|Publication number||US3339820 A|
|Publication date||Sep 5, 1967|
|Filing date||Aug 18, 1965|
|Priority date||Aug 18, 1965|
|Publication number||US 3339820 A, US 3339820A, US-A-3339820, US3339820 A, US3339820A|
|Inventors||Robert A Krzyzanowski|
|Original Assignee||Milprint Inc|
|Export Citation||BiBTeX, EndNote, RefMan|
|Patent Citations (5), Referenced by (28), Classifications (16), Legal Events (1)|
|External Links: USPTO, USPTO Assignment, Espacenet|
CLOSURE FOR THE OUTER CARRIER IN A COMBINATION PACKAGE Filed Aug. 18, 1965 2 Sheets-Sheet l INVENTOR ROBERT A. KRZYZANOWSKI ATTOR NEY S p 5, 1967 R. A. KRZYZQANOWSKI 3,339,820
CLOSURE FOR THE OUTER CARRIER IN A COMBINATION PACKAGE 2 Sheets-Sheet 2 Filed Aug. 18, 1965 INVENTOR ROBERT A.KRZYZANOWSK| AT TORNEY United States Patent M are Filed Aug. 18, 1965, Ser. No. 480,644 7 Claims. (Cl. 229-47 ABSTRACT OF THE DISCLOSURE Packages combining an inner container and an outer carrier in which the outer carrier has two extension flaps at one end and the inner container is joined to the carrier along these two flaps.
This invention relates generally to the art of packaging,
and more specifically, to combination packages of the type including an outer carrier of relatively stiff packaging material, such as a carton of paperboard, and inner container of flexible packaging film, such as a pouch or bag of plastic film, in which the packaged commodity is contained, wherein one end of the outer carrier is closed by a unique arrangement of flaps and a closed end of the inner container is arranged in a particular manner relative to such flaps.
One of the main objects of this invention is to provide a new combination package, particularly one incorporating an outer carrier and an inner container in which one end of the outer carrier can be closed by a pair of flaps adapted to receive between them the closed end of a container to be carried inside the carrier so as to thereby hold the container in a fixed position relative to the carrier. Another related main object is to provide, in a carrier of the foregoing construction, effective means at said closure end of the carrier which will permit simultaneous opening of the outer carrier and at least part of an end of the inner container. These features will provide for facile opening of the inner container in a combination package of the general type and also provide [for effective protection of the material packaged therein.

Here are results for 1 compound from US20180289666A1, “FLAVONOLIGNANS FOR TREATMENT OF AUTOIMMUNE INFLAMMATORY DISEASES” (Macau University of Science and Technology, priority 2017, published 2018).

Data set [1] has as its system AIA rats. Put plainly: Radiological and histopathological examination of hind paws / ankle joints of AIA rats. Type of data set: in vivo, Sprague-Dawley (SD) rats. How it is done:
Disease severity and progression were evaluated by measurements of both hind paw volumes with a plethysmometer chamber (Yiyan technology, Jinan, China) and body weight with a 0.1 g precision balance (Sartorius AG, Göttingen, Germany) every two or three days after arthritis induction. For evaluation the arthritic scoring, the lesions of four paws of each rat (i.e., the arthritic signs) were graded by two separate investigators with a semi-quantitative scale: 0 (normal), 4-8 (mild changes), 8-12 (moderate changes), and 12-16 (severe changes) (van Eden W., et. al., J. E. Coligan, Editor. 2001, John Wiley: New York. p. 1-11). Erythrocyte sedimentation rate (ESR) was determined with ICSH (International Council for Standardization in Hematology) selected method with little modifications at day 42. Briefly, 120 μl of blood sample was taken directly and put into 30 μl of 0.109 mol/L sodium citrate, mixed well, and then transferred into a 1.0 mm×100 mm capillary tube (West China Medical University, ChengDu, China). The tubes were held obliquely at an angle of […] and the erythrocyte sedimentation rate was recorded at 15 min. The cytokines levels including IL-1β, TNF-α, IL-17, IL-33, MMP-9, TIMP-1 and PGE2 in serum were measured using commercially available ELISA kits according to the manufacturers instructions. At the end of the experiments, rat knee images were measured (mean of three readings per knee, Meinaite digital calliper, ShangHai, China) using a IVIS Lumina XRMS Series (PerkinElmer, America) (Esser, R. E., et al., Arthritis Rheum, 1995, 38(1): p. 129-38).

Another principal object of this invention is to provide a combination package including an outer carrier and an inner container in which the inner pouch has one end held in place between panels of the carrier and said panels are adapted to provide for simultaneous opening of the carrier and the inner container.
A more specific object is to provide a carton for the packaging of filled pouches which has at least two carton walls meeting along an end of the carton and each such wall has an extension flap joined thereto that are arranged in face-to-face relationship and adapted to receive the end of an inner pouch between them to hold it in position and which flaps, furthermore, include defined zones along which at least portions of said flaps can be severed and simultaneously enable the inner pouch to be opened 3,339,820 Patented Sept. 5, 1967 carton which has two walls that are horizontal or in the same plane in order to provide a square-ended box or carton having the desired closure. A further object is to provide carriers of the foregoing types which are adapted to hold more than one inner container.